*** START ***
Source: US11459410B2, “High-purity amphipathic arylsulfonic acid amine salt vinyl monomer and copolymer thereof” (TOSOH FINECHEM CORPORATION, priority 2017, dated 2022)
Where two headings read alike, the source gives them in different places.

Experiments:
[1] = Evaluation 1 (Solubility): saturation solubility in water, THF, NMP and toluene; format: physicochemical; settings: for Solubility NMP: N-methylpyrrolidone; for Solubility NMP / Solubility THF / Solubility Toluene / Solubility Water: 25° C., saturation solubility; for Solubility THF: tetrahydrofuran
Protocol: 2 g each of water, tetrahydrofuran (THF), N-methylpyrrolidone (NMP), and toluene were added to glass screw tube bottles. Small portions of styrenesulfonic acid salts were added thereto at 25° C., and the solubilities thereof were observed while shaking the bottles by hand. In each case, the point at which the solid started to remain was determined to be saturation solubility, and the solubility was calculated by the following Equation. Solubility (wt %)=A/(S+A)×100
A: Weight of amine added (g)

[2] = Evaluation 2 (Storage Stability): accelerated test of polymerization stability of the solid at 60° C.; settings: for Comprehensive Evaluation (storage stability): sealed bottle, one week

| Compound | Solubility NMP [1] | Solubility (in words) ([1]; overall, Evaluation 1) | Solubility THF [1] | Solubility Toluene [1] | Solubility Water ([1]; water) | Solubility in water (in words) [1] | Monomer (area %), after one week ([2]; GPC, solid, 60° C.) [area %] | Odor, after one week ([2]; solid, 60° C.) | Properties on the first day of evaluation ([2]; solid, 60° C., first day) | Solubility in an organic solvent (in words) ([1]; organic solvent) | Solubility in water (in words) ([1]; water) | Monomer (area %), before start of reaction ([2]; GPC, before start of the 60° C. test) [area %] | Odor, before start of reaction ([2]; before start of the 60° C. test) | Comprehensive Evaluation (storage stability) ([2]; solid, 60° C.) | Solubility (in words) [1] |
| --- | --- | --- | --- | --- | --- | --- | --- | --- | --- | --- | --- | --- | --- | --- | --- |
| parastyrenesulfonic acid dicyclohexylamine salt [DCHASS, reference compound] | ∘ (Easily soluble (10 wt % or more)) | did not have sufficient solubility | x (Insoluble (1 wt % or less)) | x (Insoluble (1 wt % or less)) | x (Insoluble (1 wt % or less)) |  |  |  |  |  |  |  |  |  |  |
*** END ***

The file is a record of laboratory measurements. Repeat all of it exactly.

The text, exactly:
Source: US11459410B2, “High-purity amphipathic arylsulfonic acid amine salt vinyl monomer and copolymer thereof” (TOSOH FINECHEM CORPORATION, priority 2017, dated 2022)
Where two headings read alike, the source gives them in different places.

Experiments:
[1] = Evaluation 1 (Solubility): saturation solubility in water, THF, NMP and toluene; format: physicochemical; settings: for Solubility NMP: N-methylpyrrolidone; for Solubility NMP / Solubility THF / Solubility Toluene / Solubility Water: 25° C., saturation solubility; for Solubility THF: tetrahydrofuran
Protocol: 2 g each of water, tetrahydrofuran (THF), N-methylpyrrolidone (NMP), and toluene were added to glass screw tube bottles. Small portions of styrenesulfonic acid salts were added thereto at 25° C., and the solubilities thereof were observed while shaking the bottles by hand. In each case, the point at which the solid started to remain was determined to be saturation solubility, and the solubility was calculated by the following Equation. Solubility (wt %)=A/(S+A)×100
A: Weight of amine added (g)

[2] = Evaluation 2 (Storage Stability): accelerated test of polymerization stability of the solid at 60° C.; settings: for Comprehensive Evaluation (storage stability): sealed bottle, one week

| Compound | Solubility NMP [1] | Solubility (in words) ([1]; overall, Evaluation 1) | Solubility THF [1] | Solubility Toluene [1] | Solubility Water ([1]; water) | Solubility in water (in words) [1] | Monomer (area %), after one week ([2]; GPC, solid, 60° C.) [area %] | Odor, after one week ([2]; solid, 60° C.) | Properties on the first day of evaluation ([2]; solid, 60° C., first day) | Solubility in an organic solvent (in words) ([1]; organic solvent) | Solubility in water (in words) ([1]; water) | Monomer (area %), before start of reaction ([2]; GPC, before start of the 60° C. test) [area %] | Odor, before start of reaction ([2]; before start of the 60° C. test) | Comprehensive Evaluation (storage stability) ([2]; solid, 60° C.) | Solubility (in words) [1] |
| --- | --- | --- | --- | --- | --- | --- | --- | --- | --- | --- | --- | --- | --- | --- | --- |
| parastyrenesulfonic acid dicyclohexylamine salt [DCHASS, reference compound] | ∘ (Easily soluble (10 wt % or more)) | did not have sufficient solubility | x (Insoluble (1 wt % or less)) | x (Insoluble (1 wt % or less)) | x (Insoluble (1 wt % or less)) |  |  |  |  |  |  |  |  |  |  |